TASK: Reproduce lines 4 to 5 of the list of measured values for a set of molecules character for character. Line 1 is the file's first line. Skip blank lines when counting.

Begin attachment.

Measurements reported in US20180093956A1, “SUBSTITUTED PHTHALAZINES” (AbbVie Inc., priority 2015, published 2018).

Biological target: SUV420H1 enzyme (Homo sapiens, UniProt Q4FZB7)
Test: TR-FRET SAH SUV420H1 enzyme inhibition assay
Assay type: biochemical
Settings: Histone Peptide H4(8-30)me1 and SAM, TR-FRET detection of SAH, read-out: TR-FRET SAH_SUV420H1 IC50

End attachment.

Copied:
Assay type: biochemical
Settings: Histone Peptide H4(8-30)me1 and SAM, TR-FRET detection of SAH, read-out: TR-FRET SAH_SUV420H1 IC50